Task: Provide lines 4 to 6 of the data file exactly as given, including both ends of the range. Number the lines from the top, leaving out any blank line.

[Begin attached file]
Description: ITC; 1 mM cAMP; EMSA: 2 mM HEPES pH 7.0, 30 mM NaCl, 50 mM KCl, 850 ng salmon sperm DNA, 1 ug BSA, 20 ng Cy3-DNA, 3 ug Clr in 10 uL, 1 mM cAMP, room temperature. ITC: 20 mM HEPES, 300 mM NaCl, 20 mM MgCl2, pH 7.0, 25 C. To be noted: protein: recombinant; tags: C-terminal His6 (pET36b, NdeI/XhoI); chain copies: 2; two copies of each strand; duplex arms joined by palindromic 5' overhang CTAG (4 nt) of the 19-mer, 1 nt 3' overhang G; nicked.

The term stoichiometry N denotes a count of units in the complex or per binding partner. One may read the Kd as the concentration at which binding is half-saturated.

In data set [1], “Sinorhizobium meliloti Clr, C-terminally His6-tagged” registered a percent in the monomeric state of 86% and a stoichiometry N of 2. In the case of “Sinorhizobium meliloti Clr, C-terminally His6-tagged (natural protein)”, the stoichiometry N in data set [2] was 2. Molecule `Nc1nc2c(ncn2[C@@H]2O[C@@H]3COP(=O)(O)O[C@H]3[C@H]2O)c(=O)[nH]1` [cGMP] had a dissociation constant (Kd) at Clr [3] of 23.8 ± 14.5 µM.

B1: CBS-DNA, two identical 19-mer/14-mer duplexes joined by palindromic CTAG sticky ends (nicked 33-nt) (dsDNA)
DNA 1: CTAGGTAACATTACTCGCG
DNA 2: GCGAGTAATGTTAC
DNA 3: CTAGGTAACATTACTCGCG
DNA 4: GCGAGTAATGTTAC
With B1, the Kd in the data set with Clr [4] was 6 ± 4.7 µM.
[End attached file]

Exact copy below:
B1: CBS-DNA, two identical 19-mer/14-mer duplexes joined by palindromic CTAG sticky ends (nicked 33-nt) (dsDNA)
DNA 1: CTAGGTAACATTACTCGCG
DNA 2: GCGAGTAATGTTAC